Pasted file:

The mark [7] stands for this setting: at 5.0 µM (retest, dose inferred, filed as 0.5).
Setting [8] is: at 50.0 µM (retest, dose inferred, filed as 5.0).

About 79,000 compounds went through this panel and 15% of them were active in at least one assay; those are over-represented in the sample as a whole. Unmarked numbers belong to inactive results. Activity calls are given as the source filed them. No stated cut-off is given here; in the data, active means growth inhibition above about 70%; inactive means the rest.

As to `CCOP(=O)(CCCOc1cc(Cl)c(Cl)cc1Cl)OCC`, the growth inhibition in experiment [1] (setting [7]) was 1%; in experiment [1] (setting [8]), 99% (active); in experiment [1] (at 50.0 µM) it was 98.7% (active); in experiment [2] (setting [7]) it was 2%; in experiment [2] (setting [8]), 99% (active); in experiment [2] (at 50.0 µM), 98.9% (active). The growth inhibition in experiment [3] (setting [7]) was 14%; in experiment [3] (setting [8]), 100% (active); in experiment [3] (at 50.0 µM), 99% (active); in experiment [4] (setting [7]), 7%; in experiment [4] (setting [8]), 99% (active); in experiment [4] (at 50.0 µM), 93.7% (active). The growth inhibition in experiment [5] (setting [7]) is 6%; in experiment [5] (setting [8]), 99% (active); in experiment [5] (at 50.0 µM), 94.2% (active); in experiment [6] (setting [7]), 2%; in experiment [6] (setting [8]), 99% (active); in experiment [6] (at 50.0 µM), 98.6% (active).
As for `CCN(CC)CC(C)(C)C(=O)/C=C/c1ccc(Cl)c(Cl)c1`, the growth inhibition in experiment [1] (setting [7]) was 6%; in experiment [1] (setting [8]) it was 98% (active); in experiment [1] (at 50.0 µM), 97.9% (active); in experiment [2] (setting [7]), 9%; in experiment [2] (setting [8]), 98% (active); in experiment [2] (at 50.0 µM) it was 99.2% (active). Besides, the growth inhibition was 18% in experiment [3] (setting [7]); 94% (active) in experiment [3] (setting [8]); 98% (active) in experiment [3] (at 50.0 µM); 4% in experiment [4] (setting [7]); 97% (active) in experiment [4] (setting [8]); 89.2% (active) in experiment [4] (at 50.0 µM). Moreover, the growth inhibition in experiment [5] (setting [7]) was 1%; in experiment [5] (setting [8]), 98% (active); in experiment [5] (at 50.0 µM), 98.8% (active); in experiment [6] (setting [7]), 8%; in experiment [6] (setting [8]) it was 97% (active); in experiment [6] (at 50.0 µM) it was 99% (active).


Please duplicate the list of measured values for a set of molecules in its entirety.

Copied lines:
The mark [7] stands for this setting: at 5.0 µM (retest, dose inferred, filed as 0.5).
Setting [8] is: at 50.0 µM (retest, dose inferred, filed as 5.0).

About 79,000 compounds went through this panel and 15% of them were active in at least one assay; those are over-represented in the sample as a whole. Unmarked numbers belong to inactive results. Activity calls are given as the source filed them. No stated cut-off is given here; in the data, active means growth inhibition above about 70%; inactive means the rest.

As to `CCOP(=O)(CCCOc1cc(Cl)c(Cl)cc1Cl)OCC`, the growth inhibition in experiment [1] (setting [7]) was 1%; in experiment [1] (setting [8]), 99% (active); in experiment [1] (at 50.0 µM) it was 98.7% (active); in experiment [2] (setting [7]) it was 2%; in experiment [2] (setting [8]), 99% (active); in experiment [2] (at 50.0 µM), 98.9% (active). The growth inhibition in experiment [3] (setting [7]) was 14%; in experiment [3] (setting [8]), 100% (active); in experiment [3] (at 50.0 µM), 99% (active); in experiment [4] (setting [7]), 7%; in experiment [4] (setting [8]), 99% (active); in experiment [4] (at 50.0 µM), 93.7% (active). The growth inhibition in experiment [5] (setting [7]) is 6%; in experiment [5] (setting [8]), 99% (active); in experiment [5] (at 50.0 µM), 94.2% (active); in experiment [6] (setting [7]), 2%; in experiment [6] (setting [8]), 99% (active); in experiment [6] (at 50.0 µM), 98.6% (active).
As for `CCN(CC)CC(C)(C)C(=O)/C=C/c1ccc(Cl)c(Cl)c1`, the growth inhibition in experiment [1] (setting [7]) was 6%; in experiment [1] (setting [8]) it was 98% (active); in experiment [1] (at 50.0 µM), 97.9% (active); in experiment [2] (setting [7]), 9%; in experiment [2] (setting [8]), 98% (active); in experiment [2] (at 50.0 µM) it was 99.2% (active). Besides, the growth inhibition was 18% in experiment [3] (setting [7]); 94% (active) in experiment [3] (setting [8]); 98% (active) in experiment [3] (at 50.0 µM); 4% in experiment [4] (setting [7]); 97% (active) in experiment [4] (setting [8]); 89.2% (active) in experiment [4] (at 50.0 µM). Moreover, the growth inhibition in experiment [5] (setting [7]) was 1%; in experiment [5] (setting [8]), 98% (active); in experiment [5] (at 50.0 µM), 98.8% (active); in experiment [6] (setting [7]), 8%; in experiment [6] (setting [8]) it was 97% (active); in experiment [6] (at 50.0 µM) it was 99% (active).